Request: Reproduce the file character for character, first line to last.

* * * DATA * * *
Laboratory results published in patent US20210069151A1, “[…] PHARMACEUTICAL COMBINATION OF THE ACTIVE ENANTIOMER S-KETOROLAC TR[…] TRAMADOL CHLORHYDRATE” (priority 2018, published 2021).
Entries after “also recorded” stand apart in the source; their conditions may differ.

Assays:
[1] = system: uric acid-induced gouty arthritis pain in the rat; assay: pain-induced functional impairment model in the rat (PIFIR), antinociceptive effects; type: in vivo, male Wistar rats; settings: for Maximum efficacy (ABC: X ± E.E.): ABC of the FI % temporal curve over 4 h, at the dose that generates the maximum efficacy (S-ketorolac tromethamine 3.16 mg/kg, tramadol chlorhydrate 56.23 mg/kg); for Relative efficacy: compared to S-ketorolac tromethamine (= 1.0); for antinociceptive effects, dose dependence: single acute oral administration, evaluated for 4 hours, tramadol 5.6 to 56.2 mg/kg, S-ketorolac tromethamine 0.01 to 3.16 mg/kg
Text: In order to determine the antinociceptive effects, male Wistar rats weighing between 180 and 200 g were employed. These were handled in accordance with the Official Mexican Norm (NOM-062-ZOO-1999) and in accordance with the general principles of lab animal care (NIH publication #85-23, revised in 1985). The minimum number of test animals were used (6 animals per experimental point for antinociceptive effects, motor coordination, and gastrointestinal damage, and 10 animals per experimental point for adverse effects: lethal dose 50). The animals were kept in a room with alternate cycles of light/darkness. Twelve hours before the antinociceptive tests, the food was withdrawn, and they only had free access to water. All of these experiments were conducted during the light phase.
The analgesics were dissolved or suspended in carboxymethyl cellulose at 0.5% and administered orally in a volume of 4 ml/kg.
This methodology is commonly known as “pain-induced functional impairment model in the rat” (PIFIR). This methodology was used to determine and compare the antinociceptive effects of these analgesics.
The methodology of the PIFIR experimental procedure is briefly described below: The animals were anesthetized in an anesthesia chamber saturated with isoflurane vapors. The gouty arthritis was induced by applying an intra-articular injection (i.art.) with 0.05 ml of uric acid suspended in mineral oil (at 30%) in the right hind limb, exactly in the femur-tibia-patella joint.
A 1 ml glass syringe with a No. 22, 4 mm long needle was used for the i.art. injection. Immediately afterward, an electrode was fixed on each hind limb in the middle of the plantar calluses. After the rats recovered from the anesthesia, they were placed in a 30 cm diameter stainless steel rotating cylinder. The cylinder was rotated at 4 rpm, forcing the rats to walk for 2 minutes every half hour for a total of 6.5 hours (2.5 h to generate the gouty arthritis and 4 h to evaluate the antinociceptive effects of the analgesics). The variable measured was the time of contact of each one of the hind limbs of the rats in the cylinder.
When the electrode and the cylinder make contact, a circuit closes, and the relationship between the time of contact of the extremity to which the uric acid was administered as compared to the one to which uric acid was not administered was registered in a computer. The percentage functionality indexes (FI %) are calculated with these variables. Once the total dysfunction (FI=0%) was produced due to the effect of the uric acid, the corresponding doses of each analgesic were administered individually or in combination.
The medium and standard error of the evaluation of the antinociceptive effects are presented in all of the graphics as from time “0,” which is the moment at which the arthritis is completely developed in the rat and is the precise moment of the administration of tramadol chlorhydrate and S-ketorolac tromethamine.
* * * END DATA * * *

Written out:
Laboratory results published in patent US20210069151A1, “[…] PHARMACEUTICAL COMBINATION OF THE ACTIVE ENANTIOMER S-KETOROLAC TR[…] TRAMADOL CHLORHYDRATE” (priority 2018, published 2021).
Entries after “also recorded” stand apart in the source; their conditions may differ.

Assays:
[1] = system: uric acid-induced gouty arthritis pain in the rat; assay: pain-induced functional impairment model in the rat (PIFIR), antinociceptive effects; type: in vivo, male Wistar rats; settings: for Maximum efficacy (ABC: X ± E.E.): ABC of the FI % temporal curve over 4 h, at the dose that generates the maximum efficacy (S-ketorolac tromethamine 3.16 mg/kg, tramadol chlorhydrate 56.23 mg/kg); for Relative efficacy: compared to S-ketorolac tromethamine (= 1.0); for antinociceptive effects, dose dependence: single acute oral administration, evaluated for 4 hours, tramadol 5.6 to 56.2 mg/kg, S-ketorolac tromethamine 0.01 to 3.16 mg/kg
Text: In order to determine the antinociceptive effects, male Wistar rats weighing between 180 and 200 g were employed. These were handled in accordance with the Official Mexican Norm (NOM-062-ZOO-1999) and in accordance with the general principles of lab animal care (NIH publication #85-23, revised in 1985). The minimum number of test animals were used (6 animals per experimental point for antinociceptive effects, motor coordination, and gastrointestinal damage, and 10 animals per experimental point for adverse effects: lethal dose 50). The animals were kept in a room with alternate cycles of light/darkness. Twelve hours before the antinociceptive tests, the food was withdrawn, and they only had free access to water. All of these experiments were conducted during the light phase.
The analgesics were dissolved or suspended in carboxymethyl cellulose at 0.5% and administered orally in a volume of 4 ml/kg.
This methodology is commonly known as “pain-induced functional impairment model in the rat” (PIFIR). This methodology was used to determine and compare the antinociceptive effects of these analgesics.
The methodology of the PIFIR experimental procedure is briefly described below: The animals were anesthetized in an anesthesia chamber saturated with isoflurane vapors. The gouty arthritis was induced by applying an intra-articular injection (i.art.) with 0.05 ml of uric acid suspended in mineral oil (at 30%) in the right hind limb, exactly in the femur-tibia-patella joint.
A 1 ml glass syringe with a No. 22, 4 mm long needle was used for the i.art. injection. Immediately afterward, an electrode was fixed on each hind limb in the middle of the plantar calluses. After the rats recovered from the anesthesia, they were placed in a 30 cm diameter stainless steel rotating cylinder. The cylinder was rotated at 4 rpm, forcing the rats to walk for 2 minutes every half hour for a total of 6.5 hours (2.5 h to generate the gouty arthritis and 4 h to evaluate the antinociceptive effects of the analgesics). The variable measured was the time of contact of each one of the hind limbs of the rats in the cylinder.
When the electrode and the cylinder make contact, a circuit closes, and the relationship between the time of contact of the extremity to which the uric acid was administered as compared to the one to which uric acid was not administered was registered in a computer. The percentage functionality indexes (FI %) are calculated with these variables. Once the total dysfunction (FI=0%) was produced due to the effect of the uric acid, the corresponding doses of each analgesic were administered individually or in combination.
The medium and standard error of the evaluation of the antinociceptive effects are presented in all of the graphics as from time “0,” which is the moment at which the arthritis is completely developed in the rat and is the precise moment of the administration of tramadol chlorhydrate and S-ketorolac tromethamine.